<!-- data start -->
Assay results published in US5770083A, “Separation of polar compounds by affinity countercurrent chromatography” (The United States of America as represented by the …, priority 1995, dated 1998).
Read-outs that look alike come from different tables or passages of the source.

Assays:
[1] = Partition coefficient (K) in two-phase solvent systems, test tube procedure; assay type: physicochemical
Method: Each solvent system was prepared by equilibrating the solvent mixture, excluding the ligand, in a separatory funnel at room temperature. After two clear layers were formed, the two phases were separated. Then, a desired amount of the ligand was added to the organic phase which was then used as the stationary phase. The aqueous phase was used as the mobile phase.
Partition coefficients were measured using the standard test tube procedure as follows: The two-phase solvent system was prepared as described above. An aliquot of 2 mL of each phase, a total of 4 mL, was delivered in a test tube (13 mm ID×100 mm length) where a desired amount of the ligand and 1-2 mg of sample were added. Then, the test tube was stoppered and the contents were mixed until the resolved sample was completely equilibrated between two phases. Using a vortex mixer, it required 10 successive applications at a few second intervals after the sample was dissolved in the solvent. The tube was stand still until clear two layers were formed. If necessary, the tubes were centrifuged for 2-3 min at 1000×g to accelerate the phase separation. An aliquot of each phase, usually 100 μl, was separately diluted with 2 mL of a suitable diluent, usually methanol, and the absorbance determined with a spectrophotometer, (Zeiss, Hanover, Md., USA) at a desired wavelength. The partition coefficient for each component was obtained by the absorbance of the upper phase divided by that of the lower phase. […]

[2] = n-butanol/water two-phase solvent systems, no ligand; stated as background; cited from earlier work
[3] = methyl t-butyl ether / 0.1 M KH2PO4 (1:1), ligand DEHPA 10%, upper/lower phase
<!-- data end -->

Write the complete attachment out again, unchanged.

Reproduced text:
Assay results published in US5770083A, “Separation of polar compounds by affinity countercurrent chromatography” (The United States of America as represented by the …, priority 1995, dated 1998).
Read-outs that look alike come from different tables or passages of the source.

Assays:
[1] = Partition coefficient (K) in two-phase solvent systems, test tube procedure; assay type: physicochemical
Method: Each solvent system was prepared by equilibrating the solvent mixture, excluding the ligand, in a separatory funnel at room temperature. After two clear layers were formed, the two phases were separated. Then, a desired amount of the ligand was added to the organic phase which was then used as the stationary phase. The aqueous phase was used as the mobile phase.
Partition coefficients were measured using the standard test tube procedure as follows: The two-phase solvent system was prepared as described above. An aliquot of 2 mL of each phase, a total of 4 mL, was delivered in a test tube (13 mm ID×100 mm length) where a desired amount of the ligand and 1-2 mg of sample were added. Then, the test tube was stoppered and the contents were mixed until the resolved sample was completely equilibrated between two phases. Using a vortex mixer, it required 10 successive applications at a few second intervals after the sample was dissolved in the solvent. The tube was stand still until clear two layers were formed. If necessary, the tubes were centrifuged for 2-3 min at 1000×g to accelerate the phase separation. An aliquot of each phase, usually 100 μl, was separately diluted with 2 mL of a suitable diluent, usually methanol, and the absorbance determined with a spectrophotometer, (Zeiss, Hanover, Md., USA) at a desired wavelength. The partition coefficient for each component was obtained by the absorbance of the upper phase divided by that of the lower phase. […]

[2] = n-butanol/water two-phase solvent systems, no ligand; stated as background; cited from earlier work
[3] = methyl t-butyl ether / 0.1 M KH2PO4 (1:1), ligand DEHPA 10%, upper/lower phase